Becoming more familiar with one’s chosen technique and how it interacts with colour is a huge part of building up colour consistency. And like all these points, growing in confidence and learning how to limit narrow your choices, all help to bring consistency to how you use colour in your work.
What is confidence? Confidence is the feeling or belief that one can rely on someone or something. It’s a feeling of self-assurance arising from one’s appreciation of one’s own abilities or qualities.* These are both different types of confidence, but the main difference is externality vs. internality. In one case you are confident on someone or something besides yourself. This type of confidence is dependent on others/other things. In the other, you are confident in yourself, independent of others.
Colour confidence comes from finding external systems that guide us more objectively, and developing a stronger sense of what drives us internally.
Why all the philosophizing? What does this have to do with colour? I think our confidence in using colours relies on both external and internal things. Externally, we can rely on things like colour theory and inspiration to show us clues about how colour can work. Colour theory, while it doesn’t necessarily give us the second kind of confidence, it gives us a system for naming colours and defining relationships between them. Colour theory can itself become a Pandora’s box depending on how deep you want to go. Personally, I find just knowing the essential colour names and harmonies is enough to get started. Aside from colour theory, we can find confidence in using colours by using colours in ways we observe in art and design that inspires us. Another place we can outsource colour confidence is in using pre-set palettes that are given to us by our clients. When their brand or art direction requires specific colours, that’s one less decision we have to make on our own. Basically, any system of naming and relating colours, or any prepackaged set of colours can give us some external confidence.
Where it comes to building up internal confidence in using colour, that is easier said than done. To complicate things, I think it takes some internal confidence to trust the external sources. I mean, how do you know who to trust? This all comes down to trusting your gut. This takes some getting to know yourself a bit. For starters, what colours do you like? You don’t even need to know why, at first. Just name the colour. Then, you can go deeper and ask why: what do you think the colour reminds you of? How long have you liked the colour? Has it changed over time? Where do you find your colour inspiration? What palettes (sets of colours) are you drawn to? Where do these colours show up in your life, consciously or subconsciously? Think about what colours you paint your walls, what art you have hanging, what colours you choose for your home furnishings and accessories (such as couches and duvet covers), and of course, what does your wardrobe say about your colour sense?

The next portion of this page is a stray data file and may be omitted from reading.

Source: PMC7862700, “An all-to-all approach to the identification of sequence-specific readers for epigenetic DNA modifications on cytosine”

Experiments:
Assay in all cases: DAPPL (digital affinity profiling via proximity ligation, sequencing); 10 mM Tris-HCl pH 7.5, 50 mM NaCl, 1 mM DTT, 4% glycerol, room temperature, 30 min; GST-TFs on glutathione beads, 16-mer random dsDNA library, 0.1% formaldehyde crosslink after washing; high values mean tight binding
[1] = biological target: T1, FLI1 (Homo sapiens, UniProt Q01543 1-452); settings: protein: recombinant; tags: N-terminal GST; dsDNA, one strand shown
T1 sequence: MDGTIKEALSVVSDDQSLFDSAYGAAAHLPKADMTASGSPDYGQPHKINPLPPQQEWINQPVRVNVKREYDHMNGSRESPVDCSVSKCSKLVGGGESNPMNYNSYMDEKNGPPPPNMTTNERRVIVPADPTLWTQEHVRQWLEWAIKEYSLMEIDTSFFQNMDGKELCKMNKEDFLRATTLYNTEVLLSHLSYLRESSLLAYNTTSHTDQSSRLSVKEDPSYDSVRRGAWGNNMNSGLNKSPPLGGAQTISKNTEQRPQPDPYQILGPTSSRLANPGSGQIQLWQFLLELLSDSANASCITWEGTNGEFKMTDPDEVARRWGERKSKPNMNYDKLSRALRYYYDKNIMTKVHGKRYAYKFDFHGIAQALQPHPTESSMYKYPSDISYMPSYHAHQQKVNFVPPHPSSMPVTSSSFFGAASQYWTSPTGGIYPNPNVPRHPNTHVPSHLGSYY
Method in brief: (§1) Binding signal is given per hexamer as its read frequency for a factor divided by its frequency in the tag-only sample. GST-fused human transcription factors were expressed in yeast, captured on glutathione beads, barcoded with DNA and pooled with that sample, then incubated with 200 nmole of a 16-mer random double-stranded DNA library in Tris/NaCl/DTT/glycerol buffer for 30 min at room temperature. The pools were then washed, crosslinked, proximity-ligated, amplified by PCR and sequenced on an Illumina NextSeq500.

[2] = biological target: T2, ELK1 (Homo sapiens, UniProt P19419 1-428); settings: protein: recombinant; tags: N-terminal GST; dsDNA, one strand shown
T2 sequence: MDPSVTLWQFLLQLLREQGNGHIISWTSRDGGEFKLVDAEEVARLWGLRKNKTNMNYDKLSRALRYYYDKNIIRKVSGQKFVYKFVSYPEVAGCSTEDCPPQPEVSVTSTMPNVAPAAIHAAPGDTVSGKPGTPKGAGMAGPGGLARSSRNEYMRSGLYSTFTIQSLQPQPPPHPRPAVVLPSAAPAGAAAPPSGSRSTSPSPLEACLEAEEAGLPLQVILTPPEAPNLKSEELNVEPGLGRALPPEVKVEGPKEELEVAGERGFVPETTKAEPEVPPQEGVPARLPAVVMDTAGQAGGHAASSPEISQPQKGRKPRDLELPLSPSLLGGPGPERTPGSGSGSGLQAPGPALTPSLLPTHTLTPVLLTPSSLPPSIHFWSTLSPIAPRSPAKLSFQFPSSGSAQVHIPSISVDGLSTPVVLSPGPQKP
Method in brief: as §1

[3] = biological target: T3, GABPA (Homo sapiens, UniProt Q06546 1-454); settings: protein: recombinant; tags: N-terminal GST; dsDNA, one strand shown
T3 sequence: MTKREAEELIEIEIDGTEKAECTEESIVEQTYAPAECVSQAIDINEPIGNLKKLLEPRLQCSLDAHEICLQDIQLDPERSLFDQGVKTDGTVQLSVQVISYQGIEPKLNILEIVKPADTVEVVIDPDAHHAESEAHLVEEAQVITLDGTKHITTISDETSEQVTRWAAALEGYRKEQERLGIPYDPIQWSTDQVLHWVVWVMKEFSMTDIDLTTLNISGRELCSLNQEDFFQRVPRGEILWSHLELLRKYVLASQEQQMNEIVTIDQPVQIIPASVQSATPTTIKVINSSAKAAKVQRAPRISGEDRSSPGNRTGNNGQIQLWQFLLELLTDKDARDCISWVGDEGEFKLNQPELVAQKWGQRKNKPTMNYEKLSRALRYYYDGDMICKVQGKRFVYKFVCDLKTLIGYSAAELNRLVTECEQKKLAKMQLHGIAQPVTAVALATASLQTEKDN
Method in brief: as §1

At the heart of confidence in choosing and using colour in your art is simply acknowledging that it starts with what you like. It’s completely subjective. There are no rights or wrongs here. It really is up to you. You may think that professional illustrators are great at selecting colours that are widely approved, by client and audience alike, and somehow more objective. Our dirty little secret is that we’re just good at knowing what we like and infusing that into our palettes.
We not only have a favourite colour or two, we also have favourite ways of using those colours. We may prefer reds and blues, but certain kinds of red and blue, maybe ones that remind us of a certain period of history, or our favourite pastime, or those found in nature.
Colour confidence comes from finding external systems that guide us more objectively, and developing a stronger sense of what drives us internally. We lack confidence in using colour when these external and internal guides are absent. We gain colour confidence with experience, especially as we find the most suitable ways of using colour for our chosen media and style.
If you want to get better at using colour as an illustrator, you must find ways of overcoming these three pain points in your work. You must find ways of navigating the infinite possibilities of colour. You must also find ways of being more disciplined in which colours you use and how you use them across your body of work. Finally, you must find your sources of confidence, both external and internal, and always look to these as your compass.
*Definition from the Apple Dictionary app